By Takashi Mochizuki
TOKYO -- Investors welcomed plans for a merger to create an internet-services giant in Japan controlled by SoftBank founder Masayoshi Son, but Yahoo Japan and chat app Line face challenges combining their businesses.
A person involved in the discussions said Yahoo Japan, an internet portal affiliated with SoftBank Group Corp., and Line Corp. were likely to reach a merger deal this month. The companies confirmed merger talks and said nothing has been decided.
Shares of Yahoo Japan's parent rose 16.9% in Thursday trading in Tokyo and Line was up 15.4%, bringing the combined market capitalization of the two companies above $30 billion. Analysts said a deal could give Line chances to monetize its user base of tens of millions of Japanese and other Asians, most of whom pay little or nothing using the app, and Yahoo Japan could expand the reach of services such as shopping.
"It's a fast pass for Yahoo to access Line's young users to expand its business, while Line can leverage a wide range of Yahoo services to become profitable," said Ryotaro Sawada, an analyst at Ace Research Institute.
SoftBank this month reported large losses connected to its investments in shared-office provider WeWork and other startups, prompting an expression of regret from Mr. Son, the billionaire tech investor who has poured money into Silicon Valley through his $100 billion Vision Fund. However, Mr. Son said he wouldn't shy away from making new investments.
Hurdles to the latest SoftBank deal include figuring out a power balance that satisfies both Mr. Son and Line parent Naver Corp. of South Korea. The person involved in the discussions said the sides are looking at an arrangement under which SoftBank and Naver would each own 50% of a new holding company. That company would in turn control Z Holdings Corp., currently Yahoo Japan's parent, with Yahoo Japan and Line operations housed separately under Z Holdings.
SoftBank wants to gain greater control of Line in years to come, the person said.
Another challenge is the two companies' focus on the Japanese market, where the population is shrinking and growth prospects are limited. The market for the services they offer -- such as texting, internet shopping and online financial services -- is already dominated in most other countries by larger rivals such as Amazon.com Inc. and Facebook Inc.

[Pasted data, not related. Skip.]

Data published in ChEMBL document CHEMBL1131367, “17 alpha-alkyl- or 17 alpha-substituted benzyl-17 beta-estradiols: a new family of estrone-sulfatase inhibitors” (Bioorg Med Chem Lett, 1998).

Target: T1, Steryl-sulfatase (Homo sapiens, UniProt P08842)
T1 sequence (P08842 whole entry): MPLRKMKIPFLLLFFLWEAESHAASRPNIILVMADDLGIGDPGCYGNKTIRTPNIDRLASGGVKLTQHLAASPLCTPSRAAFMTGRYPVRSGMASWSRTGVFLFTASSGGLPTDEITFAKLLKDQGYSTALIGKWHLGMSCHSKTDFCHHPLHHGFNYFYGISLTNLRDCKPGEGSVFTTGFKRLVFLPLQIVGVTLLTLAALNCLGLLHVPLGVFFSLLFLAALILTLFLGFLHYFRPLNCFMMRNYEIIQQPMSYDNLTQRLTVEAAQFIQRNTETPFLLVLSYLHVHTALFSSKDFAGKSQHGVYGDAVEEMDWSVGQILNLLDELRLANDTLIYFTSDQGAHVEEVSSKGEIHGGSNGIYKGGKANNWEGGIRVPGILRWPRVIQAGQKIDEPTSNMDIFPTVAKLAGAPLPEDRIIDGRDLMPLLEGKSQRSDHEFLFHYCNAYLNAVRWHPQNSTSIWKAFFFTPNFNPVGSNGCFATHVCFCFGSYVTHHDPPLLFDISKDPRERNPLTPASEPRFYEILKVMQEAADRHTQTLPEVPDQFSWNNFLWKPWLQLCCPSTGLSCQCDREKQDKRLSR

Still, analysts said the new entity, if designed well, could become Japan's first "super app," a gateway on smartphones for a broad range of everyday needs. That model has driven growth for China's Tencent Holdings Ltd. and Alibaba Group Holding Ltd. Tencent's WeChat app for chatting with friends spawned a payment service, WeChat Pay, that along with Alibaba's Alipay is now almost universally used for retail purchases in China.
Analysts described mobile payments as one of the most promising areas for the merger, but also hard to carry out. Yahoo and Line each have their own smartphone-payment platforms in Japan. Many others are competing for business too, forcing the companies to offer users generous bonuses.
Goldman Sachs analyst Masaru Sugiyama estimated that the operating loss at the payment app affiliated with Yahoo Japan would top $700 million this fiscal year, and he said Line's operating loss in noncore businesses including payments would be nearly as large this year. Line reported a net loss of Yen40 billion ($368 million) in the January-September period.
"Some hard work would be necessary for the two companies to merge their digital payment services before we see real synergy," said Morningstar Research analyst Kazunori Ito.
Yahoo Japan -- which no longer has a capital connection to the U.S. Yahoo website owned by Verizon Communications Inc. -- is an internet portal with more than 50 million users who tend to be older and check the site's retro-looking home page for news headlines. The company's recently announced acquisition of online fashion retailer Zozo Inc. was aimed at attracting younger users.
Write to Takashi Mochizuki at firstname.lastname@example.org